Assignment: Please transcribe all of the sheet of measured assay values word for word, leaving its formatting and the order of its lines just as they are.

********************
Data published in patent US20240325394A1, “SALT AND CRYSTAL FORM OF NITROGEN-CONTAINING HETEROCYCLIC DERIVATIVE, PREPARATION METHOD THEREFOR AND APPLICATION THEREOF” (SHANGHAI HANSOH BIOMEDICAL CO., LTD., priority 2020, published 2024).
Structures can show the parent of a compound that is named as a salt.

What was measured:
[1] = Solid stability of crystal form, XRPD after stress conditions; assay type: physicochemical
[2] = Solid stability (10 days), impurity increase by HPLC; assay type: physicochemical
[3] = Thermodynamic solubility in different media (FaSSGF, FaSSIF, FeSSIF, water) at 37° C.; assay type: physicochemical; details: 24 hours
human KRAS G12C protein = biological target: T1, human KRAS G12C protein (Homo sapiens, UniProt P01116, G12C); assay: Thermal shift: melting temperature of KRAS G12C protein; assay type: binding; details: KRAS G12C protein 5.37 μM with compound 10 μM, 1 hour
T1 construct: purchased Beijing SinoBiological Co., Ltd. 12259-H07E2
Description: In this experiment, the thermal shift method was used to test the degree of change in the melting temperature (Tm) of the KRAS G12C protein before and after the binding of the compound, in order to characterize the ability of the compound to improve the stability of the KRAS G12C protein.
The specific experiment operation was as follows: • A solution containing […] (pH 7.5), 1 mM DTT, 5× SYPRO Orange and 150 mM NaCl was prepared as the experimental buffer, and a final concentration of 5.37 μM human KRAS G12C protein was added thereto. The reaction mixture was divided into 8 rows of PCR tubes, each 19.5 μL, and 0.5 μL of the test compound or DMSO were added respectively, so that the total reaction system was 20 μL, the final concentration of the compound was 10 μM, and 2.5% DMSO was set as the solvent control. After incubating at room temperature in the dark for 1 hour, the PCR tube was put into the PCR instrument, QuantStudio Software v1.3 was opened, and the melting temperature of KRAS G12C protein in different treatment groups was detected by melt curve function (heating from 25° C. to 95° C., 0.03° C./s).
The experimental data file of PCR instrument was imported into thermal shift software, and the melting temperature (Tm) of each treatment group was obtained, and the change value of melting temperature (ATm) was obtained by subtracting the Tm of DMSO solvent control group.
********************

Data published in patent US20240325394A1, “SALT AND CRYSTAL FORM OF NITROGEN-CONTAINING HETEROCYCLIC DERIVATIVE, PREPARATION METHOD THEREFOR AND APPLICATION THEREOF” (SHANGHAI HANSOH BIOMEDICAL CO., LTD., priority 2020, published 2024).
Structures can show the parent of a compound that is named as a salt.

What was measured:
[1] = Solid stability of crystal form, XRPD after stress conditions; assay type: physicochemical
[2] = Solid stability (10 days), impurity increase by HPLC; assay type: physicochemical
[3] = Thermodynamic solubility in different media (FaSSGF, FaSSIF, FeSSIF, water) at 37° C.; assay type: physicochemical; details: 24 hours
human KRAS G12C protein = biological target: T1, human KRAS G12C protein (Homo sapiens, UniProt P01116, G12C); assay: Thermal shift: melting temperature of KRAS G12C protein; assay type: binding; details: KRAS G12C protein 5.37 μM with compound 10 μM, 1 hour
T1 construct: purchased Beijing SinoBiological Co., Ltd. 12259-H07E2
Description: In this experiment, the thermal shift method was used to test the degree of change in the melting temperature (Tm) of the KRAS G12C protein before and after the binding of the compound, in order to characterize the ability of the compound to improve the stability of the KRAS G12C protein.
The specific experiment operation was as follows: • A solution containing […] (pH 7.5), 1 mM DTT, 5× SYPRO Orange and 150 mM NaCl was prepared as the experimental buffer, and a final concentration of 5.37 μM human KRAS G12C protein was added thereto. The reaction mixture was divided into 8 rows of PCR tubes, each 19.5 μL, and 0.5 μL of the test compound or DMSO were added respectively, so that the total reaction system was 20 μL, the final concentration of the compound was 10 μM, and 2.5% DMSO was set as the solvent control. After incubating at room temperature in the dark for 1 hour, the PCR tube was put into the PCR instrument, QuantStudio Software v1.3 was opened, and the melting temperature of KRAS G12C protein in different treatment groups was detected by melt curve function (heating from 25° C. to 95° C., 0.03° C./s).
The experimental data file of PCR instrument was imported into thermal shift software, and the melting temperature (Tm) of each treatment group was obtained, and the change value of melting temperature (ATm) was obtained by subtracting the Tm of DMSO solvent control group.